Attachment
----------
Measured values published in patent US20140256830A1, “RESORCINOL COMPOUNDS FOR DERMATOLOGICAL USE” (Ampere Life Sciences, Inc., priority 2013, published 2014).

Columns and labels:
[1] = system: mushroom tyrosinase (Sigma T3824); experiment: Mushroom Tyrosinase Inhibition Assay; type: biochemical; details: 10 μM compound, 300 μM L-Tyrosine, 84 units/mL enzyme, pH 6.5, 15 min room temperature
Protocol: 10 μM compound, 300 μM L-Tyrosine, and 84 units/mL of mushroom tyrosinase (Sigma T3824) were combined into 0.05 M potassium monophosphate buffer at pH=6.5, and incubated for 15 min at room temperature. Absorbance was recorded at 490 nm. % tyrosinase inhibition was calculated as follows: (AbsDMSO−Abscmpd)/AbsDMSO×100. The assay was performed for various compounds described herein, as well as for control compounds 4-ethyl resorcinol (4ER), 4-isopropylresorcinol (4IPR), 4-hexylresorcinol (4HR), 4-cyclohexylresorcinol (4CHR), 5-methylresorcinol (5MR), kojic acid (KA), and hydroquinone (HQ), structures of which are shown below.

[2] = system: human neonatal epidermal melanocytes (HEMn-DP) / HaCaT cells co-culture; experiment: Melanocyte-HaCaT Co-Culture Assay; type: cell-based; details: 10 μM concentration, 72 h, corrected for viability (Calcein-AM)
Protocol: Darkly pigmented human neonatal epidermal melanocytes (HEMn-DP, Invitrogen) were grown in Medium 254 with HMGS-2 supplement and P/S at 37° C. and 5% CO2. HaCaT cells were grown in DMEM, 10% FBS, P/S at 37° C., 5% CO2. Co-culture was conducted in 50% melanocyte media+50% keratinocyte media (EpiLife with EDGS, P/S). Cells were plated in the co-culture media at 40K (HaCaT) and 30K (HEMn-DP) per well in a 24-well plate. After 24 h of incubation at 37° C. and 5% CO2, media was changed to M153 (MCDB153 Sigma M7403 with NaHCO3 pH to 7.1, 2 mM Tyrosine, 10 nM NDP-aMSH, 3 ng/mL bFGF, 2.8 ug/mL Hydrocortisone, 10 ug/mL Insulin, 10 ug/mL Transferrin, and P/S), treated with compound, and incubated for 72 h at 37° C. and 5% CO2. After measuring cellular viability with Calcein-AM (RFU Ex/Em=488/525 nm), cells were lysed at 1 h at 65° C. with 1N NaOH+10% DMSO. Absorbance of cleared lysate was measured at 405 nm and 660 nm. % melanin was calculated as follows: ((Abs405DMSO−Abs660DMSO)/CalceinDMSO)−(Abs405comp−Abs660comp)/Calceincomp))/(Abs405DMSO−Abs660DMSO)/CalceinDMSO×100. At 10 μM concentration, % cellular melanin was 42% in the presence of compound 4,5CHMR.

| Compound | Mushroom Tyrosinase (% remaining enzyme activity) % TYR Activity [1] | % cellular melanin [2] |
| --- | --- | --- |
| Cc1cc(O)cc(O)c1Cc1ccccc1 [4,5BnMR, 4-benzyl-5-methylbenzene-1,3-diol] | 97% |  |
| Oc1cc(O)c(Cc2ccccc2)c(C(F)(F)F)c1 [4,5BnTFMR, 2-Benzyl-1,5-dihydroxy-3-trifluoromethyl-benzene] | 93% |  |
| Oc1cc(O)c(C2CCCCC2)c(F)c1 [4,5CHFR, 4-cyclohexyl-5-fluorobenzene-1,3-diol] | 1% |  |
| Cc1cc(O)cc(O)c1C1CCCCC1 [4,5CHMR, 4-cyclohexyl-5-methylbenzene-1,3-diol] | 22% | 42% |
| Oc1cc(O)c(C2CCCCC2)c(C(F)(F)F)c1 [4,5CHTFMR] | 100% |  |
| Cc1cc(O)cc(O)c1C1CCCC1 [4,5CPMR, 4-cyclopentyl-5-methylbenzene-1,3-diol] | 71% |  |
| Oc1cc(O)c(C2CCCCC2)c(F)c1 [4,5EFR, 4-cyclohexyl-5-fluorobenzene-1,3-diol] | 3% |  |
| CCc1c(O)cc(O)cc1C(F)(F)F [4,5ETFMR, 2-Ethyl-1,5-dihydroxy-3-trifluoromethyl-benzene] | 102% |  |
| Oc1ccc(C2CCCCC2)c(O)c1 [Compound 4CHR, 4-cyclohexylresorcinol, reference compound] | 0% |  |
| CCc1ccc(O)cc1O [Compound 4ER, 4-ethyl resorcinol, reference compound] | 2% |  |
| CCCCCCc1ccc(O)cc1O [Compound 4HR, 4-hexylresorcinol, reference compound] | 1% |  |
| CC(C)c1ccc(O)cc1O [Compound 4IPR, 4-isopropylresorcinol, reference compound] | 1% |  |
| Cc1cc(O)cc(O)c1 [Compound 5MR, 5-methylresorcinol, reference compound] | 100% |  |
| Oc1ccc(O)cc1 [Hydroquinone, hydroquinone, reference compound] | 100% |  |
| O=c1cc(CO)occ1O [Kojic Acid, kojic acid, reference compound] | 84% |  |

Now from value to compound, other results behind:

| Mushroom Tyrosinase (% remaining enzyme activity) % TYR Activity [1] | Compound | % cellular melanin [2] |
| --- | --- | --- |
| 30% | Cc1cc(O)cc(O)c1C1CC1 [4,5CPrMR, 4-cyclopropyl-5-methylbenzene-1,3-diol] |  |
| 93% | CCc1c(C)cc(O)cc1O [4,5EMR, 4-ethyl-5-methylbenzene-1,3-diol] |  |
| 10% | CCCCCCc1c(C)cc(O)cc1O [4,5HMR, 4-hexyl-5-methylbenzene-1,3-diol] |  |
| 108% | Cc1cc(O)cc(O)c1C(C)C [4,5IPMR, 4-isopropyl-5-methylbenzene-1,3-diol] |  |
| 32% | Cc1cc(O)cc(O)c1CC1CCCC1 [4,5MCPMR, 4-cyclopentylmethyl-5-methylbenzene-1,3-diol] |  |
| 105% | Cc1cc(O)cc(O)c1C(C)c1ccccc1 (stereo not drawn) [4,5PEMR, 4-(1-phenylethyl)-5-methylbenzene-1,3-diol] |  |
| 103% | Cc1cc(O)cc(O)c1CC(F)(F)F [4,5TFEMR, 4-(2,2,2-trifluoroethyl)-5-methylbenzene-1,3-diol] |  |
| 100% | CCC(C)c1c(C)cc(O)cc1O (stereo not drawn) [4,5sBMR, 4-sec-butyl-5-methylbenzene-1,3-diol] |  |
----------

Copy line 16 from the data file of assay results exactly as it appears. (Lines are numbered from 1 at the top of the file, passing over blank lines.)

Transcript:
| CCc1c(O)cc(O)cc1C(F)(F)F [4,5ETFMR, 2-Ethyl-1,5-dihydroxy-3-trifluoromethyl-benzene] | 102% |  |